Do we want to shop without packaging in the supermarket?

Do we want to shop without packaging in the supermarket?

Take some thought before you go to the supermarket. Do you have everything? Wallet, check. Shopping bag, check. Deposit bottles, check. Empty (soft) drink cartons were added in April, and at Jumbo and Albert Heijn, among others, you now also have to bring your own bag for fruit and vegetables, because the free plastic bags are no longer available.

If it’s up to supermarkets, we also take glass or plastic jars that we immediately fill with all kinds of non-perishable products. Albert Heijn wants to use twenty million kilos less packaging material by 2025. Part of this reduction is due to the responsibility of the producer, who must look for alternative packaging. But the customer must also contribute.

Since April 2020, customers have been able to purchase seventy different products without packaging, provided they bring their own packaging. They pay per gram. Albert Heijn plans to roll out the trial, which started with three AH XLs in Rotterdam, Amsterdam and Leidschendam, to fifty stores in 2021.

Little enthusiasm among consumers

However, it seems that consumers hardly want to bring the jar from home to the supermarket. It was supposed to be rolled out to 50 stores in 2023.

At the moment, only two Albert Heijn stores have been added, a spokesperson for RTL Z said. However, the range in those stores in The Hague and Arnhem is limited. “Not a six-metre wall containing all types of packaging-free products, but a two-metre wall containing only the most relevant range. This provides more of an overview and makes the choice easier.”

Seventy products are still on display in the three original XL stores. Modifications have been made.

Technical improvements

“There are a number of technical improvements that make the concept even more user-friendly. The vibration function ensures that the products come out of the tube more easily and reduces the risk of sticking to compound products such as granola. The clamp control has been improved for greater precision,” said company spokesman Anoesjka Aspeslagh. In each tube so customers can fill it and see how much has been used.”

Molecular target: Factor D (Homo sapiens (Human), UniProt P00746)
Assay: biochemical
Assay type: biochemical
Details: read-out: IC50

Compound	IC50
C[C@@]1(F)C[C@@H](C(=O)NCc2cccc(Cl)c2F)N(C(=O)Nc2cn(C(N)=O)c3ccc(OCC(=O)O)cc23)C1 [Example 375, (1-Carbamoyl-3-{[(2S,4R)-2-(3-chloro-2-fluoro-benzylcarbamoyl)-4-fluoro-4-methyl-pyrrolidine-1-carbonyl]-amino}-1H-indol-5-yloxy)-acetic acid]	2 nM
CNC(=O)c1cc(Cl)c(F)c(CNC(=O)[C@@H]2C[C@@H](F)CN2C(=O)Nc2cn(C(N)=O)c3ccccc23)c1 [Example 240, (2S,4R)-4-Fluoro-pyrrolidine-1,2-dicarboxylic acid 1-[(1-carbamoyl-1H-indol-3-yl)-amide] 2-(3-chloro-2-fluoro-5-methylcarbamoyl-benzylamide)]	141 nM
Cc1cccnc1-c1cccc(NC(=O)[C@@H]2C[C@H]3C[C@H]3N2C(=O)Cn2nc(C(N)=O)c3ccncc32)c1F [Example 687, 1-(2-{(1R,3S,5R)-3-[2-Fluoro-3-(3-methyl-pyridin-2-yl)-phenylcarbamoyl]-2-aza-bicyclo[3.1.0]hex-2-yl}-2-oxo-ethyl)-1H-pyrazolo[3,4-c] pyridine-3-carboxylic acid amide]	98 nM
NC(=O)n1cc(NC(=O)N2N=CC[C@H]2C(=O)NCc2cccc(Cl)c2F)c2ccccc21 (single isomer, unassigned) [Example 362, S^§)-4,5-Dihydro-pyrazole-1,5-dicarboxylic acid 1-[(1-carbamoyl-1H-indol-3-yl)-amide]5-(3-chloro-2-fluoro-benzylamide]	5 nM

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Biggest difference for the customer: Experimental paper bags were added as a temporary solution because bringing your own packaging is not yet automatic.

There are no figures yet on whether customers are now buying more packaging-free products.

Refill detergent at the store

Lidl now also wants customers to take refillable containers with them into the store. In this case it is about reusable packaging for detergents developed by the retail chain itself. Refilling stations for four types of private-brand detergents were installed in ten stores.

At the stations, you can choose colour, white or black detergent or fabric softener with just the push of a button. “At checkout, you’ll get 25 percent off the second time you fill the bag,” says a company spokesperson. The store wants to encourage customers to choose recyclable packaging.

The package contains a smart cover. This prevents distributing a large amount of detergent and causing a mess. The smart cover also measures the number of times the bag has been refilled. The display shows how much plastic the customer has already saved.

The record stands at 25 packs

Upon first use, customers purchasing detergent save between 16 and 23 grams of plastic, because refillable bags contain less plastic than hard plastic bottles. According to the supermarket chain, with refills, they saved between 23.2 and 47.4 grams of plastic.